The Screen Time Problem: Why We All Need a Digital Detox
We love our phones, and they’re only becoming more essential in our daily lives as they get bigger, smarter and more capable. But, as we are becoming ever more reliant on our mobile devices, we’re also learning a lot about the dangers of excessive screen time.
The amount of time we spend staring at screens each day has been an issue for years, but our mobile screens are even more invasive and harder to ignore today. Our smart devices are so ingrained into our routines that we sometimes feel as though we can’t live without them. With our devices becoming smarter and more capable with every new release, we have to proactively try harder to step away from our screens.
Screen addiction is a growing concern in the tech community, and we want to talk about it. A serious discussion about screen time might seem odd coming from a tech company like Palm, but we’re always trying to read and understand the latest research on screen addiction and digital distraction so we can better understand how to engage in more fulfilling and efficient digital interactions.
Screen Time and Kids
Much of the discussion around digital consumption understandably deals with how it affects the brain development of children and toddlers. Headlines like “Kids’ screen time tied to poor health” are alarming, not just for their findings, but for how frequently they pop up these days—in a time where parents and children turn to their screens to solve just about any problem.
An educational game or cartoon can keep a child entertained for hours. They’re a quick fix for just about any toddler tantrum. But, the science is telling us that—while there are some great educational games and apps for children—too much screen time can delay cognitive development. Dr. Aric Sigman of the British Psychological Society explains that even the most well intentioned apps can “unintentionally cause permanent damage to their still-developing brains… the ability to focus, to concentrate, to lend attention, to sense other people’s attitudes and communicate with them, to build a large vocabulary—all those abilities are harmed.” Basically, not all screen time is bad, but too much of it can slow down mental and social development.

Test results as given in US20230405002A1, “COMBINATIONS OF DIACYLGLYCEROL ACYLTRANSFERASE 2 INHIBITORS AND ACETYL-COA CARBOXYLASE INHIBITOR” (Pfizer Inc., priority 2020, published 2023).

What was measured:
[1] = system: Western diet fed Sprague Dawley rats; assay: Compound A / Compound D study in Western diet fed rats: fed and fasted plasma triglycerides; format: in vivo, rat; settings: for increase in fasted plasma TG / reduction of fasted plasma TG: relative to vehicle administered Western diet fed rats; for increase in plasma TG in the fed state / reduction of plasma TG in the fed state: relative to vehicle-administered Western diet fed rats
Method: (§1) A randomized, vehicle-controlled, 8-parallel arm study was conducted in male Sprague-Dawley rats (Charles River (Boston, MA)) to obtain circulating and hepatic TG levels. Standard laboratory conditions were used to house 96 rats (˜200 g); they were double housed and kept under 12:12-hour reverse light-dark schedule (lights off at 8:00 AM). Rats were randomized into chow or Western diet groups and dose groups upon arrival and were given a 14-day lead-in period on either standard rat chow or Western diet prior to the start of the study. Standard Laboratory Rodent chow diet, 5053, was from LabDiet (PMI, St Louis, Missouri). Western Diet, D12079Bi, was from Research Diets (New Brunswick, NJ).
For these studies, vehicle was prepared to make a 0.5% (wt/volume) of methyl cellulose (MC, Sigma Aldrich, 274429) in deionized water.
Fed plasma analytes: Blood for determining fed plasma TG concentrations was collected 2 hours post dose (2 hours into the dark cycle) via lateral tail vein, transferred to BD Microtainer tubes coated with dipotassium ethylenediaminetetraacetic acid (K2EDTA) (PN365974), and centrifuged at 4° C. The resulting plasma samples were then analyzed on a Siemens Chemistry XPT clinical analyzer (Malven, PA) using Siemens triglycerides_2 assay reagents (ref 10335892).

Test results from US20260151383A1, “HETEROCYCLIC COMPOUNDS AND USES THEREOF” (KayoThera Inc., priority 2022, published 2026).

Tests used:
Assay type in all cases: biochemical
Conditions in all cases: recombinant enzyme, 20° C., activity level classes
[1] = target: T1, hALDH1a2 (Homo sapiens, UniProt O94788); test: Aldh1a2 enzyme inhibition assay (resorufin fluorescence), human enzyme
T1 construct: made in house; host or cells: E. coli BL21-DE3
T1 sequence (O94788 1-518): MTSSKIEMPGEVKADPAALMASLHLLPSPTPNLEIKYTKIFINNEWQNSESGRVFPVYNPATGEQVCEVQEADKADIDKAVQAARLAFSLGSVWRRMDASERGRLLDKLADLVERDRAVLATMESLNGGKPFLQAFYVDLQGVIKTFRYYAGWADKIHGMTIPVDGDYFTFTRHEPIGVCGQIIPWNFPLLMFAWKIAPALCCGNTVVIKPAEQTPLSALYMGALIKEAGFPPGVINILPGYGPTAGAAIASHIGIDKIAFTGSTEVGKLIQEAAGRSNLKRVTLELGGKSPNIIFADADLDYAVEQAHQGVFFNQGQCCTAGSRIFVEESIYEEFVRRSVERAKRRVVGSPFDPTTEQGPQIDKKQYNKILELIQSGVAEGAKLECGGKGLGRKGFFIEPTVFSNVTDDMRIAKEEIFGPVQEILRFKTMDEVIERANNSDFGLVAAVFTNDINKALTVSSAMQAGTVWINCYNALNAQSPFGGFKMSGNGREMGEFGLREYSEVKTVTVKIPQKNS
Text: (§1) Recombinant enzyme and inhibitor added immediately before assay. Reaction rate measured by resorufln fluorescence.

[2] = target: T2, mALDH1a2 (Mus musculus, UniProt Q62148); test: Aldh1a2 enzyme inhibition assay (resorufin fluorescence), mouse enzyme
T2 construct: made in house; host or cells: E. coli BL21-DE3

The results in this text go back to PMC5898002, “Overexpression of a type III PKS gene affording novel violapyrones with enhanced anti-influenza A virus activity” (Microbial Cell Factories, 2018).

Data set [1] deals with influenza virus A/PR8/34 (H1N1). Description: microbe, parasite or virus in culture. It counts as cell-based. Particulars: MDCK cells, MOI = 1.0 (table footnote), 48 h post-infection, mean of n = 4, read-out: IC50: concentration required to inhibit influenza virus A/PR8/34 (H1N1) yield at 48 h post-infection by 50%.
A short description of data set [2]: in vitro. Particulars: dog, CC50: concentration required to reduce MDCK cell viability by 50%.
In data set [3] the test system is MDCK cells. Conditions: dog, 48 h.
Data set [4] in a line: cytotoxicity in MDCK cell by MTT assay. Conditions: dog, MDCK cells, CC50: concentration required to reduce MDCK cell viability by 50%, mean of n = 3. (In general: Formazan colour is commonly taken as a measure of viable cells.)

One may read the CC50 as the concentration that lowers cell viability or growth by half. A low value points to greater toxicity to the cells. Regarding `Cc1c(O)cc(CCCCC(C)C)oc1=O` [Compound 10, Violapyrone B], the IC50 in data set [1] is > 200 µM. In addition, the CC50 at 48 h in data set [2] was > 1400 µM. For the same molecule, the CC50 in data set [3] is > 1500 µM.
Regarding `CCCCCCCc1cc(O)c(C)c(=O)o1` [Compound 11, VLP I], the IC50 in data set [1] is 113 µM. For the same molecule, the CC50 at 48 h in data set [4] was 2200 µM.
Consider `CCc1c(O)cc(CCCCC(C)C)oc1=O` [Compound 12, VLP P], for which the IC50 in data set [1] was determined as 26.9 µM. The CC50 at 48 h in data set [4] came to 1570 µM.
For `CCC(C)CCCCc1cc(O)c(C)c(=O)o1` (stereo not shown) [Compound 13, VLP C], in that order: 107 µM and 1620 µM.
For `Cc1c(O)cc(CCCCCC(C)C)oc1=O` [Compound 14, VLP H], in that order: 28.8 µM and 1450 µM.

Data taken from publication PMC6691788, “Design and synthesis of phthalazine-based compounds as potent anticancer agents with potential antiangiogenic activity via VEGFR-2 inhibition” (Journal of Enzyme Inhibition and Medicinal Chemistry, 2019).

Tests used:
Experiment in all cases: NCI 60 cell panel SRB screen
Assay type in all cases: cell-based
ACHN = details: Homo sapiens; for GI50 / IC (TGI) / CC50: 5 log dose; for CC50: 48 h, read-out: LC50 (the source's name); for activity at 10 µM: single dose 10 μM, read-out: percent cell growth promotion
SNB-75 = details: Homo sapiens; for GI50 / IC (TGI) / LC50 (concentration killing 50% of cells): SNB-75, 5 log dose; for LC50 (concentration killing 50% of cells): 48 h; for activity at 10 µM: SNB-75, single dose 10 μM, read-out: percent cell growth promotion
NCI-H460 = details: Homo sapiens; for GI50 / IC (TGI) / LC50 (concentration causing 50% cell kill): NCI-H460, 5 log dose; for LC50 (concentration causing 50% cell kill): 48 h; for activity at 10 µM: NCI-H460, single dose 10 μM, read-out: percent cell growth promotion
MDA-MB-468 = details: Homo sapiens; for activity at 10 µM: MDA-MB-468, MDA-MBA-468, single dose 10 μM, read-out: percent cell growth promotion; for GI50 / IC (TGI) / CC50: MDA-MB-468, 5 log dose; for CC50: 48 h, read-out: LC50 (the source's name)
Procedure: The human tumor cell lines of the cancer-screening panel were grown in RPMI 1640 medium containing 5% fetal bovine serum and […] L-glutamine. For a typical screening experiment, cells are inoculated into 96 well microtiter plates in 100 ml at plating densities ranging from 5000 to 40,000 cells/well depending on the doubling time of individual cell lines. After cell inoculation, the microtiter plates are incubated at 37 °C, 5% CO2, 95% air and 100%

Young children are at the most risk of suffering from too much digital media because of the developmental state of their brains. One of the most recent and worrying studies published in 2019 by Canadian researchers monitored the screen usage habits of 2,000 children from their birth to age 5. By comparing children who spent a lot of times on screens to those who didn’t, researchers found that “excessive screen time can impinge on children’s ability to develop optimally.”
Obviously, the skills needed to thrive in the real world cannot be wholly learned through an app. While an educational reading app, for example, might help your child with their ABCs, they’ll never get over the line without your involvement. Perhaps even more significantly, no app or amount of screen time is going to teach them to be, say, empathetic or sociable. Such valuable social skills are learned by communicating with others in the real world and through parental nurturing.
Starting these dangerous digital habits at such a young age can lead to alarming effects as a child gets older. One concerning study found that teens who spend over 5 hours in front of screens each day often experience “thoughts of suicide or prolonged periods of hopelessness and sadness.” When we rely too heavily on screens to keep our children busy, entertained, or just quiet, we’re stripping them of engaging in real world interactions and setting them up to be even more dependent on digital media as they grow older.
But, why are kids so enthralled by their screens, and why are even the educational games deemed to be harmful when time is not moderated? The answer is dopamine. “When every finger swipe brings about a response of colors and shapes and sounds,” says Dr. Sigman “a child’s brain responds gleefully with the neurotransmitter dopamine, the key component in our reward system that is associated with feelings of pleasure.” So, “when a child gets too used to an immediate stimuli response, he will learn to always prefer smartphone-style interaction—that is, immediate gratification and response—over real-world connection.” And this why the powerful devices we hold in our hands throughout the day, which were designed in the first place to keep us connected, often end up replacing the real world connections that are important to development, particularly for juveniles.